31 Days Of Dreadtober: The Oral History Of Horror

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Day 21

Fear is in our DNA. We are built afraid.

In our earliest days, mankind gathered around the heat of a communal fire and shared our fears. We laid our darkest and strangest worries bare before our fellow tribesmen’s feet and found comfort in the knowledge that we are not alone in our despairs. Our worries were theirs. These fears were critical in forming our thoughts, our habits, and our laws. The elders gathered those not blessed with the wisdom of experience, our children, ensuring their fears would become the youth’s.

This process is still being repeated to this day, although the mode and method for delivering the message has changed. Campfire ghost stories remain our oldest form of storytelling, but with the advancement of technology, it is now possible to reach a tribe of millions.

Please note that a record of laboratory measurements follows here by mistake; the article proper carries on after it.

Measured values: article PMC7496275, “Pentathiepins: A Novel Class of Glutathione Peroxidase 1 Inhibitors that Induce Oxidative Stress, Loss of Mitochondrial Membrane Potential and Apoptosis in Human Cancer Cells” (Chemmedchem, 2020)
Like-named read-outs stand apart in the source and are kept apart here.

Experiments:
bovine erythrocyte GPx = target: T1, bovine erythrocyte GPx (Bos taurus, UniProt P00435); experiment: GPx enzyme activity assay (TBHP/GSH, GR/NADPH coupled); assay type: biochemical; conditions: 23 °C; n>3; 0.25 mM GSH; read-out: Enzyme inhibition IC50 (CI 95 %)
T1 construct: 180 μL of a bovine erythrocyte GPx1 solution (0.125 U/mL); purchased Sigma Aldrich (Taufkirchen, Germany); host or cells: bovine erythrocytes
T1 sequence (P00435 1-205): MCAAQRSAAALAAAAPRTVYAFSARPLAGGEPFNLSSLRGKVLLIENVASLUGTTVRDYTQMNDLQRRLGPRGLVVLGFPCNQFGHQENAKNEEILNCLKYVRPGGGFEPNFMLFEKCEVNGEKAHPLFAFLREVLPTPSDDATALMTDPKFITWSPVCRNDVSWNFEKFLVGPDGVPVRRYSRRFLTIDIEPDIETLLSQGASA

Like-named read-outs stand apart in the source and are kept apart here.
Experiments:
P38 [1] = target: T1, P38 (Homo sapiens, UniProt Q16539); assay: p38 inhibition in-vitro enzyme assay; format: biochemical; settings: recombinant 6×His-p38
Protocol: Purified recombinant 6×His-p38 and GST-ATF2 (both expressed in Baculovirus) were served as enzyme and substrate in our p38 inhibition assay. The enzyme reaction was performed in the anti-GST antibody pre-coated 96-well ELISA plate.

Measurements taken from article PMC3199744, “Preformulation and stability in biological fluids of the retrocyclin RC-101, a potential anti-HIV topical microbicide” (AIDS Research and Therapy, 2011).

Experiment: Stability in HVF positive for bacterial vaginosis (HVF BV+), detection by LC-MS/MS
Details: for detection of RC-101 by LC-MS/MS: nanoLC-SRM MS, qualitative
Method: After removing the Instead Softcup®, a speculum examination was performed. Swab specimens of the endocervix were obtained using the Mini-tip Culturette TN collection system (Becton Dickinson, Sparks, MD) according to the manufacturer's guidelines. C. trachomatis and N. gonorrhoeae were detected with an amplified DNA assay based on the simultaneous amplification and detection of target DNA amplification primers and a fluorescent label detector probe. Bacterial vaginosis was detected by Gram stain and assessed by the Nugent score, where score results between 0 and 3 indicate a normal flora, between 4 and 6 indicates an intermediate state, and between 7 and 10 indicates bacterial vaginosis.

Radio broadcasts took the experience of the campfire story to a whole other level. They became a theatric production on a scale never seen before. When Orson Welles’ broadcast of the H.G. Welles novel The War Of The Worlds hit airwaves in 1938, it struck terror into the heart of listeners, even fooling some into believing the Earth was really being assaulted by Martians.

Audiobooks and podcasts are our current mode for campfire stories. They take the production of a radio drama to an even higher level as they provide a curated experience. They are also available to us on many different platforms across a multitude of devices. They are always there when we want them, accessible at the press of a button. As technology continuously develops, it will be interesting to see how the future of orated horror will evolve.

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